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England Player Honours -
International Football Hall of Fame



International Football Hall of Fame Members
[England Players Highlighted]
No. Player International Details


1 Pel� [Edson Arantes do Nascimento] Forward, Brazil, 92 caps, 77 goals, 1957-71 1997
2 George Best Forward/midfielder Northern Ireland, 37 caps, 9 goals, 1964-77 1997
3 Bobby Charlton Forward/midfielder, England, 106 caps, 49 goals, 1958-70 1997
4 Johan Cruyff Forward, Netherlands, 48 caps, 33 goals, 1966-77 1997
5 Bobby Moore Defender/midfielder, England, 108 caps, 2 goals, 1962-73 1997
6 Franz Beckenbauer Midfielder/defender West Germany, 103 caps, 14 goals, 1965-77 1997
7 Alfredo Di St�fano Lauhte Forward/midfielder, Argentina, 8 caps, 6 goals, 1947, Spain, 31 caps, 23 goals, 1957-61 1997
8 Stanely Matthews Forward, England, 54 caps, 11 goals, 1934-57 1997
9 Michel Platini Midfielder, France, 72 caps, 41 goals, 1976-87 1997
10 Ferenc Pusk�s Forward, Hungary, 84 caps, 83 goals, 1945-56, Spain, 4 caps, 0 goals, 1961-62 1997
11 Eus�bio da Silva Ferreira Forward, Portugal, 64 caps, 41 goals, 1961-73 1997
12 Lev Yashin Goalkeeper, U.S.S.R., 79 caps, __ goals against, 1954-67 1997
No. Player International Details


13 Garrincha [Manoel Francisco dos Santos] Forward, Brazil, 50 caps, 12 goals, 1955-66 1997
14 Duncan Edwards Midfielder, England, 18 caps, 5 goals, 1955-57 1997
15 Gordon Banks Goakeeper, England, 73 caps, __ goals against, 1963-72 1997
16 John Charles Forward/midfielder/defender, Wales, 38 caps, 15 goals, 1950-65 1997
17 Kenny Dalglish Forward, Scotland, 102 caps, 30 goals, 1972-87 1997
18 Tom Finney Forward, England, 76 caps, 30 goals, 1946-58 1997
19 Gerd M�ller Forward, West Germany, 62 caps, 68 goals, 1966-74 1997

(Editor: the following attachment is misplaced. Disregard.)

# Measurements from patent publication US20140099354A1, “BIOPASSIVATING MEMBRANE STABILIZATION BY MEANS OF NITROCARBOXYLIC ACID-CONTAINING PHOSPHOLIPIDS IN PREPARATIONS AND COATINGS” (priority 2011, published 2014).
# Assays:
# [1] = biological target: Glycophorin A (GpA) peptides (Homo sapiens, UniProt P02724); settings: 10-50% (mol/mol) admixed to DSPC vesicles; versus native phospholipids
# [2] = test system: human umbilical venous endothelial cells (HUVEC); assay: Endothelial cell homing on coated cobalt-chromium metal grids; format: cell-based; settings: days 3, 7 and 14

20 Roberto Rivelino Midfielder, Brazil, 92 caps, 26 goals, 1965-78 1997
21 Marco van Basten Forward, Netherlands, 58 caps, 24 goals, 1983-92 1997
22 Dino Zoff Goalkeeper, Italy, 112 caps, 91 goals against, 1968-83 1997
23 Jairzinho [Jair Ventura Filho] Forward, Brazil, 82 caps, 34 goals, 1963-82 1997
24 Zico [Arthur Antunes Coimbra] Forward, Brazil, 71 caps, 48 goals, 1971-89 1997
25 Billy Wright Defender/midfielder, England, 105 caps, 3 goals, 1946-59 1997


The first 25 inductees to the International Football Hall of Fame were announced on 27 November 1997.  Only players who had been capped at least once and who had been retired for three years as of June, 1997 were eligible for the inaugural selection.  The Hall of Fame's British organisers, chief among them Gordon Taylor, head of the Professional Footballers' Association, claimed their selection process collected more than 500,000 votes over the Internet and through the post from football fans in 110 countries.  The five players gaining the most votes--the first five listed in the table above--were elected straight into the Hall of Fame.  Panels of former international footballers and journalists winnowed the other vote-getters and chose the remaining 20 inductees.

The organisers planned to build the International Hall of Fame in Manchester and it was to be opened in 1999.  It has never been built.  They also promised selection of new members annually.  No members have been selected since the inaugural selection in 1997.  The Hall of Fame website is still accessible, but it has not been updated for several years.  It appears the International Football Hall of Fame is a dead letter.

It may be just as well.  The International Football Hall of Fame kicked off just a couple of months before FIFA launched its International Football Hall of Champions, and  FIFA, according to an Associated Press report, "was not thrilled with the competition."  FIFA spokesman Keith Cooper said, 'We have our own project, which bears the FIFA name, is truly international with international participation and very clearly defined rules.  We cannot stop them doing their own but it would be better if there were only one."